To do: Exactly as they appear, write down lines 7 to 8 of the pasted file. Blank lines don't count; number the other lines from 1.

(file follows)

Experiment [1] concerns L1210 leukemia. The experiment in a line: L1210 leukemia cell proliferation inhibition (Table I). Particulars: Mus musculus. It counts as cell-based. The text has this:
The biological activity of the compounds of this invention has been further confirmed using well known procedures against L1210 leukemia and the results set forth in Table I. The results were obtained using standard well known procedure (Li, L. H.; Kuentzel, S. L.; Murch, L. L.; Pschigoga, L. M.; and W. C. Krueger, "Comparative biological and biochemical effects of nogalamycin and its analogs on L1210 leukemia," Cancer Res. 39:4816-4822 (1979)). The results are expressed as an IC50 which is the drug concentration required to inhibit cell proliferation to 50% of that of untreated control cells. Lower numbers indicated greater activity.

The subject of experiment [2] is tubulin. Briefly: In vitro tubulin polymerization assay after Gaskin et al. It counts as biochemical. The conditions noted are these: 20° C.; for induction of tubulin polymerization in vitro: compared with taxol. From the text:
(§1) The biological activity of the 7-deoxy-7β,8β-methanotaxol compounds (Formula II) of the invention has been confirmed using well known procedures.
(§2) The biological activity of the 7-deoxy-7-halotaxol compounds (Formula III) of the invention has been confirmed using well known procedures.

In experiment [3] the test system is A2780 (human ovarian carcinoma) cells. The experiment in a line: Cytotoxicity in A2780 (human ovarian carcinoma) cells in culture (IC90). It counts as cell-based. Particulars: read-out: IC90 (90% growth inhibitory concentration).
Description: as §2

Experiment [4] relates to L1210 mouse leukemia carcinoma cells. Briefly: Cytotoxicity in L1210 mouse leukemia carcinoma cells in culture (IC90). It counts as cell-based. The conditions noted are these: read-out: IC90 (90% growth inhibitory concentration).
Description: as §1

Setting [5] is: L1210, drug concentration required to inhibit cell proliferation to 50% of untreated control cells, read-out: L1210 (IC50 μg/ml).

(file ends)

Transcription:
Description: as §2

Experiment [4] relates to L1210 mouse leukemia carcinoma cells. Briefly: Cytotoxicity in L1210 mouse leukemia carcinoma cells in culture (IC90). It counts as cell-based. The conditions noted are these: read-out: IC90 (90% growth inhibitory concentration).